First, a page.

It is possible that Paul will come in first in a fractured field in the Iowa caucuses: Those caucuses reward intensity of support, which he certainly has. The notion that he will be the Republican nominee is too absurd to spend a moment contemplating.
Somewhat more likely is that he will mount a third-party run in November 2012. But getting on the ballot will be difficult, especially in states that discourage primary-campaign losers from running in general elections. If he were to help the reelection of President Barack Obama by splitting the Republican vote, the party would probably hold it against his son and ally, Rand Paul, who is in his first year as a Republican senator from Kentucky and is widely considered more politically talented than his father. Does the elder Paul want to take that risk?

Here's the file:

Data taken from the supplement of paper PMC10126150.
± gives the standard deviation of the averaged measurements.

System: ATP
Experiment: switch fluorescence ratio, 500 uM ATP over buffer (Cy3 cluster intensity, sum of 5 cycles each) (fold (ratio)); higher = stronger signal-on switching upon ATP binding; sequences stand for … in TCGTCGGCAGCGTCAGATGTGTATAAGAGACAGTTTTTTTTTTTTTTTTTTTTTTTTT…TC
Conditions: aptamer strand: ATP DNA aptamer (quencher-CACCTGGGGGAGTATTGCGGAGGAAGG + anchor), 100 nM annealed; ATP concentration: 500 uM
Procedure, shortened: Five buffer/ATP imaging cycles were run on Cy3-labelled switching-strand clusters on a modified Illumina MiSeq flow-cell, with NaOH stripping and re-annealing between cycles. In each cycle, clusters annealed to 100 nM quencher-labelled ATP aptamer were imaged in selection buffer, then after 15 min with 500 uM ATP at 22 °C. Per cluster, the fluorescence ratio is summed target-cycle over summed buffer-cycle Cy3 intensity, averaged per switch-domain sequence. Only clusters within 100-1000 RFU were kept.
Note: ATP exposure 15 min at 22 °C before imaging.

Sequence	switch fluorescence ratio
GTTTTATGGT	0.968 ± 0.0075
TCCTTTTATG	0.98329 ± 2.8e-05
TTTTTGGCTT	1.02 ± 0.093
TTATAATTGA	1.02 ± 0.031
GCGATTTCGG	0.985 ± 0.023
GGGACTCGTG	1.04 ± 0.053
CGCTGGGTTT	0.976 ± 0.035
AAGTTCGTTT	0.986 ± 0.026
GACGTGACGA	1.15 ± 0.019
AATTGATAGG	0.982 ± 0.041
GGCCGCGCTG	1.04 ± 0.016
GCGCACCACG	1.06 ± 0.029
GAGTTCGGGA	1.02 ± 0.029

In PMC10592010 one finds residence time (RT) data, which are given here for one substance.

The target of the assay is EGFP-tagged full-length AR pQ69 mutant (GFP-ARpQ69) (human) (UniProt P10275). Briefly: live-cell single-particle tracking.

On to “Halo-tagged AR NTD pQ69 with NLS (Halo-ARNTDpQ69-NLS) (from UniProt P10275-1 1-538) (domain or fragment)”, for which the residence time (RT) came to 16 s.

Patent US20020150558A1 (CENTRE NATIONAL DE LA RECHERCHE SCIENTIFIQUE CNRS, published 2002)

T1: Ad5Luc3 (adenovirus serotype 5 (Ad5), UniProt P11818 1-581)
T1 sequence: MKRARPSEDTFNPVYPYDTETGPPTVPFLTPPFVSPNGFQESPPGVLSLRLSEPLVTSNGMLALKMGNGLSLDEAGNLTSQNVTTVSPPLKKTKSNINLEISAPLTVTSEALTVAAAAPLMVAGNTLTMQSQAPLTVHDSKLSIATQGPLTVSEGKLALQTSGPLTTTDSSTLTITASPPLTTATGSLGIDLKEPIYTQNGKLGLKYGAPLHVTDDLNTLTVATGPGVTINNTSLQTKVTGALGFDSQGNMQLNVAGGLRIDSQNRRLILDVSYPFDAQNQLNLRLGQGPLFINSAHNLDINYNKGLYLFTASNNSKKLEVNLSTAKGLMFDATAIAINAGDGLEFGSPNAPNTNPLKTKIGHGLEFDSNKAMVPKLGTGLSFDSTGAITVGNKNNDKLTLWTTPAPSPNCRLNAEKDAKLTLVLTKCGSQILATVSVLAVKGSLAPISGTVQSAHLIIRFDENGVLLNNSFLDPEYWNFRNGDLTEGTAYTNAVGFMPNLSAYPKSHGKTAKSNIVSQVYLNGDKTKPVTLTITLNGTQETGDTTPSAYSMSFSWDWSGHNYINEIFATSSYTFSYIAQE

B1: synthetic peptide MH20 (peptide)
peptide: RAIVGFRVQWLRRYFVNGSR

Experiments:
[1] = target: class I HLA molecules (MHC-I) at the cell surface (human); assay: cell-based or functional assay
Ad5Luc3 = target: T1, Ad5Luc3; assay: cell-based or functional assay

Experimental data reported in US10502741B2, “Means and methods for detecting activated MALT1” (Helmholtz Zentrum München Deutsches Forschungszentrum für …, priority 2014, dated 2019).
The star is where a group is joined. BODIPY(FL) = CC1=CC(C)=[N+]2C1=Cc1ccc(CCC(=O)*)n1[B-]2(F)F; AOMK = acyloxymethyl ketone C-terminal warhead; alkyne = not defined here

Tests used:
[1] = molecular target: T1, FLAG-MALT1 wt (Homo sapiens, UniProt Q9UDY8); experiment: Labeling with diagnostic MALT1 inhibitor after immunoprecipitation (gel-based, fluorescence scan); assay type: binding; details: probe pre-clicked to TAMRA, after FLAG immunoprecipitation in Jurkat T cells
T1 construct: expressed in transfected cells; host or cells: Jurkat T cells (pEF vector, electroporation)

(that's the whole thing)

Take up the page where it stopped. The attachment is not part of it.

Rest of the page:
So over the next few weeks Paul’s ideas will probably get more attention than they have ever received before, or will ever receive again. Most people who examine them will reject them, for good reasons, while giving him credit for sincerity.